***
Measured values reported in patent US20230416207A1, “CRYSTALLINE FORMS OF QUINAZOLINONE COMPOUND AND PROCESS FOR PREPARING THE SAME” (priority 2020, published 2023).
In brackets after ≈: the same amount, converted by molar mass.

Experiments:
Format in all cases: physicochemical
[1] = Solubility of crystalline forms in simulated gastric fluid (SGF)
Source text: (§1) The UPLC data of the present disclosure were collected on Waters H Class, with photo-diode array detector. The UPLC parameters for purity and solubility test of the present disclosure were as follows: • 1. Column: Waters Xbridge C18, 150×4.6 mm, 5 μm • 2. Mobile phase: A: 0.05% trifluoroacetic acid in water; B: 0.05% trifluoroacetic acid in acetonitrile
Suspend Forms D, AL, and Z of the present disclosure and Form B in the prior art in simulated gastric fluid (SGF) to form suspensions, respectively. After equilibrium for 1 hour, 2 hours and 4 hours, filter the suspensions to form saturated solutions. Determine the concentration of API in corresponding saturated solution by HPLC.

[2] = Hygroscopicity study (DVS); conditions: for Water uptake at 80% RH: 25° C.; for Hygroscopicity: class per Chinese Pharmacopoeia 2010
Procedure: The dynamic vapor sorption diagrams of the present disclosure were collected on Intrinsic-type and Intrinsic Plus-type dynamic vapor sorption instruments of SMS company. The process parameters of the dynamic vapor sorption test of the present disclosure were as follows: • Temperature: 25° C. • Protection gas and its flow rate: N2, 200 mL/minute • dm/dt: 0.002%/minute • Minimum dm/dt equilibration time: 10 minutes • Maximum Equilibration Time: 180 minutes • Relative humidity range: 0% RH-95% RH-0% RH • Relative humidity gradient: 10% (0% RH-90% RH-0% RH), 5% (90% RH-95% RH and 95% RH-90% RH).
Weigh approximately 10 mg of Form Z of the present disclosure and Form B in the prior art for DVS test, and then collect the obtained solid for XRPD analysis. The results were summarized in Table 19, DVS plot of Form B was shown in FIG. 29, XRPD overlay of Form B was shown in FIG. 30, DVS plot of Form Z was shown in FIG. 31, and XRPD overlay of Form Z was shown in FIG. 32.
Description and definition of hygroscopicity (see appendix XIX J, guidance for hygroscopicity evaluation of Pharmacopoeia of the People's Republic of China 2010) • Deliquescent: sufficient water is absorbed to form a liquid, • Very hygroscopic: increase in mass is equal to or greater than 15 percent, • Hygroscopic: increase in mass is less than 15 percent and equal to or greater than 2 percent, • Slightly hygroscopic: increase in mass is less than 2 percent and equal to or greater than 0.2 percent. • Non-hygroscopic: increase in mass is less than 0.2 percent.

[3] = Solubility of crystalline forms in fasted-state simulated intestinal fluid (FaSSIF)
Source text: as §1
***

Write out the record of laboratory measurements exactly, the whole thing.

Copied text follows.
Measured values reported in patent US20230416207A1, “CRYSTALLINE FORMS OF QUINAZOLINONE COMPOUND AND PROCESS FOR PREPARING THE SAME” (priority 2020, published 2023).
In brackets after ≈: the same amount, converted by molar mass.

Experiments:
Format in all cases: physicochemical
[1] = Solubility of crystalline forms in simulated gastric fluid (SGF)
Source text: (§1) The UPLC data of the present disclosure were collected on Waters H Class, with photo-diode array detector. The UPLC parameters for purity and solubility test of the present disclosure were as follows: • 1. Column: Waters Xbridge C18, 150×4.6 mm, 5 μm • 2. Mobile phase: A: 0.05% trifluoroacetic acid in water; B: 0.05% trifluoroacetic acid in acetonitrile
Suspend Forms D, AL, and Z of the present disclosure and Form B in the prior art in simulated gastric fluid (SGF) to form suspensions, respectively. After equilibrium for 1 hour, 2 hours and 4 hours, filter the suspensions to form saturated solutions. Determine the concentration of API in corresponding saturated solution by HPLC.

[2] = Hygroscopicity study (DVS); conditions: for Water uptake at 80% RH: 25° C.; for Hygroscopicity: class per Chinese Pharmacopoeia 2010
Procedure: The dynamic vapor sorption diagrams of the present disclosure were collected on Intrinsic-type and Intrinsic Plus-type dynamic vapor sorption instruments of SMS company. The process parameters of the dynamic vapor sorption test of the present disclosure were as follows: • Temperature: 25° C. • Protection gas and its flow rate: N2, 200 mL/minute • dm/dt: 0.002%/minute • Minimum dm/dt equilibration time: 10 minutes • Maximum Equilibration Time: 180 minutes • Relative humidity range: 0% RH-95% RH-0% RH • Relative humidity gradient: 10% (0% RH-90% RH-0% RH), 5% (90% RH-95% RH and 95% RH-90% RH).
Weigh approximately 10 mg of Form Z of the present disclosure and Form B in the prior art for DVS test, and then collect the obtained solid for XRPD analysis. The results were summarized in Table 19, DVS plot of Form B was shown in FIG. 29, XRPD overlay of Form B was shown in FIG. 30, DVS plot of Form Z was shown in FIG. 31, and XRPD overlay of Form Z was shown in FIG. 32.
Description and definition of hygroscopicity (see appendix XIX J, guidance for hygroscopicity evaluation of Pharmacopoeia of the People's Republic of China 2010) • Deliquescent: sufficient water is absorbed to form a liquid, • Very hygroscopic: increase in mass is equal to or greater than 15 percent, • Hygroscopic: increase in mass is less than 15 percent and equal to or greater than 2 percent, • Slightly hygroscopic: increase in mass is less than 2 percent and equal to or greater than 0.2 percent. • Non-hygroscopic: increase in mass is less than 0.2 percent.

[3] = Solubility of crystalline forms in fasted-state simulated intestinal fluid (FaSSIF)
Source text: as §1